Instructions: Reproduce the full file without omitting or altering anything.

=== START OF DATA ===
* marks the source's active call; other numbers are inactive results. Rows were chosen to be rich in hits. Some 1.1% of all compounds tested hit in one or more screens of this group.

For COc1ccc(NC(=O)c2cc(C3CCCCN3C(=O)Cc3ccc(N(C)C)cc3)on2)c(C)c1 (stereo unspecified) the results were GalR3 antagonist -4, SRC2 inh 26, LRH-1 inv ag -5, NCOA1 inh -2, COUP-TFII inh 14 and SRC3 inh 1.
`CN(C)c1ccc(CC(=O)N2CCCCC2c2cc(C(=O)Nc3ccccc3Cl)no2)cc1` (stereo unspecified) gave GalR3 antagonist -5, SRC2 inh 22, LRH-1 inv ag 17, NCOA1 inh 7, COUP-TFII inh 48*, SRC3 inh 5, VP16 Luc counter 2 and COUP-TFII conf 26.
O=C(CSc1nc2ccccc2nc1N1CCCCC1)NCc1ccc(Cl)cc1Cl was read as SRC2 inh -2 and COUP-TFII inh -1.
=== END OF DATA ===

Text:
* marks the source's active call; other numbers are inactive results. Rows were chosen to be rich in hits. Some 1.1% of all compounds tested hit in one or more screens of this group.

For COc1ccc(NC(=O)c2cc(C3CCCCN3C(=O)Cc3ccc(N(C)C)cc3)on2)c(C)c1 (stereo unspecified) the results were GalR3 antagonist -4, SRC2 inh 26, LRH-1 inv ag -5, NCOA1 inh -2, COUP-TFII inh 14 and SRC3 inh 1.
`CN(C)c1ccc(CC(=O)N2CCCCC2c2cc(C(=O)Nc3ccccc3Cl)no2)cc1` (stereo unspecified) gave GalR3 antagonist -5, SRC2 inh 22, LRH-1 inv ag 17, NCOA1 inh 7, COUP-TFII inh 48*, SRC3 inh 5, VP16 Luc counter 2 and COUP-TFII conf 26.
O=C(CSc1nc2ccccc2nc1N1CCCCC1)NCc1ccc(Cl)cc1Cl was read as SRC2 inh -2 and COUP-TFII inh -1.